Like a wallet holding paper money in the real world, a Bitcoin wallet is intended to be a safe and secure place to store your cryptocurrency. There are certain wallets that only support BTC, but many are designed to support multiple tokens at the same time.
Overview for Fast-Readers
- Bitcoin users have to store their tokens somewhere
- Some choose to take total charge of their Bitcoin by having sole access to private keys on an offline cold wallet or by just writing them down on a piece of paper
- There are risks associated with storing one’s Bitcoin on any wallet, but hardware wallets are generally considered safe for long-term cold storage
What is a Bitcoin Wallet used for?
When a crypto user makes their first Bitcoin or token purchase for the first time, changing fiat currency for crypto, there are several ways to store their coins. Some may choose to keep them accessible through a cryptocurrency exchange like Coinbase, Kraken, or Binance.
Though some exchanges have been working to ensure users have access to their private keys, some still do not — hence the common expression in the crypto space, “not your keys, not your coins.” Users who rely on an exchange to trade or cash out their crypto sometimes have to deal with site outages and hackers.
Another option for storing tokens is to simply write down the private keys on a sheet of paper and put it in a safe place. Alternatively, some people have private keys engraved on a piece of metal.
Bitcoin wallets are in essence a middle ground between these two options, allowing users to hold their own coins through an app on their phone, table, or notebook connected to the Internet or a device specially designed to store crypto offline.
Different Types of Bitcoin Wallets
Hardware wallets hold both a user’s crypto wallet and their private keys in “cold storage” — i.e. without being connected to the Internet. Some of the biggest ones on the market include hardware manufacturers Ledger and Trezor.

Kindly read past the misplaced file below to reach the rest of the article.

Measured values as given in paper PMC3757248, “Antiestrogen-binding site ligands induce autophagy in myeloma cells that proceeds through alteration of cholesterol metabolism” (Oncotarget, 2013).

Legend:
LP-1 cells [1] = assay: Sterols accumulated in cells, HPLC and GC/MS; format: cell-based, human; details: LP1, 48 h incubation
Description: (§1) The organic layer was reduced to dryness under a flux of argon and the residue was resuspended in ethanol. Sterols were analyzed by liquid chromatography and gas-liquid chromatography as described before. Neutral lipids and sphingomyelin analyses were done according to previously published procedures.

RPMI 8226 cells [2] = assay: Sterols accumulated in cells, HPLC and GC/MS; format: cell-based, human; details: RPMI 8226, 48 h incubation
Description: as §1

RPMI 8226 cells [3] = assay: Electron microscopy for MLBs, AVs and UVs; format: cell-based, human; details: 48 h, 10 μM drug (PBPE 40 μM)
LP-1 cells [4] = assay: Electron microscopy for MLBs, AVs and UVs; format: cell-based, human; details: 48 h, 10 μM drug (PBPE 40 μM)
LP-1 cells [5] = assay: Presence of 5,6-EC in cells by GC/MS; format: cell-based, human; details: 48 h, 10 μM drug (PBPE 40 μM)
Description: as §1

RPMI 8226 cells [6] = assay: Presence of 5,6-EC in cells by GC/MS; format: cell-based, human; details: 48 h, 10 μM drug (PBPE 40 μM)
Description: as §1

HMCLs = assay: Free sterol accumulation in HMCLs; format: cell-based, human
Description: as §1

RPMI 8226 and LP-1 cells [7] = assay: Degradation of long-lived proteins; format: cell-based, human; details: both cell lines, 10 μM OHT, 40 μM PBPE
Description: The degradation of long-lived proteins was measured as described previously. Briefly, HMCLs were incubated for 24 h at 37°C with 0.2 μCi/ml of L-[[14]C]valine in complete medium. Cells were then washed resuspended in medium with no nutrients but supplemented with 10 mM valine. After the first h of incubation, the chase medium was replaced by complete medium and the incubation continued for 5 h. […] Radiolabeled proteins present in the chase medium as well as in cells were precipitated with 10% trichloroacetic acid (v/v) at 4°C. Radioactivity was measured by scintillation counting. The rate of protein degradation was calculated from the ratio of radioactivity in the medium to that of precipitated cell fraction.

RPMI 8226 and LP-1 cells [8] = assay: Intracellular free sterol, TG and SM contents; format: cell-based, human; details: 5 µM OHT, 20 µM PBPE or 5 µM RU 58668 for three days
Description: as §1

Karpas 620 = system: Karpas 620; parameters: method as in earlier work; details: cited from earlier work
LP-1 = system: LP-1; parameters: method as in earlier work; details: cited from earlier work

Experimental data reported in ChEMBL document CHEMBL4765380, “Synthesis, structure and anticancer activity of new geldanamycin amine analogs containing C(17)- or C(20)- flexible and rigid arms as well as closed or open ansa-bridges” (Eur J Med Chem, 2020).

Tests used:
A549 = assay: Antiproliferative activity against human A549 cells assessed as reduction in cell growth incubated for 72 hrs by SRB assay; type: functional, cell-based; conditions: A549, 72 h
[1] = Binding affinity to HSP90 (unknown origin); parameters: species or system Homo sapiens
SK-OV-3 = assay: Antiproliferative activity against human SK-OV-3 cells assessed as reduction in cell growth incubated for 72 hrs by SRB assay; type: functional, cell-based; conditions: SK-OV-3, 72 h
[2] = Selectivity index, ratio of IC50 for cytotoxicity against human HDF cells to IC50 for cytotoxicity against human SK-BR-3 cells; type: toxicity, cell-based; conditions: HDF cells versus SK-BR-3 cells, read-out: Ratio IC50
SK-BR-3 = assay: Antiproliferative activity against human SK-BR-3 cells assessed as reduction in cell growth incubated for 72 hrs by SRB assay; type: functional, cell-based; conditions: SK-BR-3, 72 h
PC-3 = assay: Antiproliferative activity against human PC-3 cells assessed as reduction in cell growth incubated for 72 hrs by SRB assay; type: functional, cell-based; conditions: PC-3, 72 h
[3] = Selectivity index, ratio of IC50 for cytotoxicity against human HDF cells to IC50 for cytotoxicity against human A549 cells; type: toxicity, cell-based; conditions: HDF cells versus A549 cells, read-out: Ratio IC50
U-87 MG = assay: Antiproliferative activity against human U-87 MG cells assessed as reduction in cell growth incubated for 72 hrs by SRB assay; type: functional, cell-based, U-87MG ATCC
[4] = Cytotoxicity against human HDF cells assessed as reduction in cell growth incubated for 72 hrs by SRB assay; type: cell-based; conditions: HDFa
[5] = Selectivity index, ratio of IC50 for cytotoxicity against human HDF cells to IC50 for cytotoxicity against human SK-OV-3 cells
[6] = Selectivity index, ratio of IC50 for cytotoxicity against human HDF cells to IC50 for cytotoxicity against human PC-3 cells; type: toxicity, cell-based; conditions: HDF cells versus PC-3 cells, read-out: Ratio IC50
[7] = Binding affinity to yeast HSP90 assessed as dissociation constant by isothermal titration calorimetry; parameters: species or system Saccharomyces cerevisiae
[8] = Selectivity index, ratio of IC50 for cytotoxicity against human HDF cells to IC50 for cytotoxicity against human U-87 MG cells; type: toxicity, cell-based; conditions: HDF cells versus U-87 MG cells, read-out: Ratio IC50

Hot wallets — that is, wallets that are connected to the Internet — are generally free on mobile devices, but may take a small fee for any transaction. There are many different wallets to choose from, but Electrum, Jaxx, and Exodus are some of the bigger brands. Similarly, there are desktop wallets for PCs.
Unlike mobile wallet apps, which are specific to each device, web wallets let crypto users access their tokens from any location.
There are risks associated with hot wallets, cold wallets, and storing one’s assets on an exchange. Many crypto users prefer to write down or print their private keys on a simple sheet of paper and store it in a safe deposit box or the like. Unfortunately, if this is the only copy of someone’s private keys and it’s lost, then the crypto is likely lost forever.
How to get a Bitcoin Wallet
Physical wallets like Ledger must be ordered directly from the company or through a third-party seller for delivery or pickup. However, users can set up an account for mobile and web wallets without too much difficulty.
For example, web wallet DXone requires the following to set up a Bitcoin wallet:
- Create an account using a name, email address, and password
- Set the answers to three security questions
- Verify the account using a mobile authenticator
- Once the information is verified, a user can send and receive Bitcoin
What are the fees for Bitcoin wallets?
There is a difference between fees charged by the network on which the crypto transaction is conducted and fees taken by a wallet manufacturer. Network fees go towards miners — the ones who process transactions for the crypto users trading tokens.
For example, Ethereum ERC-20 token holders can specify how quickly they want their transaction processed by paying slightly higher “gas” fees. Some wallets like DXOne have a fixed fee to withdraw Bitcoin: 0.0005 BTC.
Is a Bitcoin Wallet safe?
Each type of wallet comes with risks associated with the hardware or software. While hardware wallets in which private keys are kept offline in cold storage are considered by many to be safer for HODLing long term, the companies behind them are not infallible.
In 2020, hardware wallet manufacturer Ledger suffered a major breach resulting in hackers obtaining personal data for thousands of its customers. While this hack did not put users’ holdings directly at risk, many reported being targeted by phishing attacks intended to trick users into giving up their seed phrases for access to the wallets.
Hot wallets aren’t exempt either. More than one Electrum wallet user has claimed that hackers have siphoned off their crypto holdings after tricking users into providing information through phishing attacks.
For beginners unfamiliar with the crypto space, it’s best to assess individual needs and what they want out of their wallets. Web wallets and mobile wallets are generally an easy way to buy one’s first coins.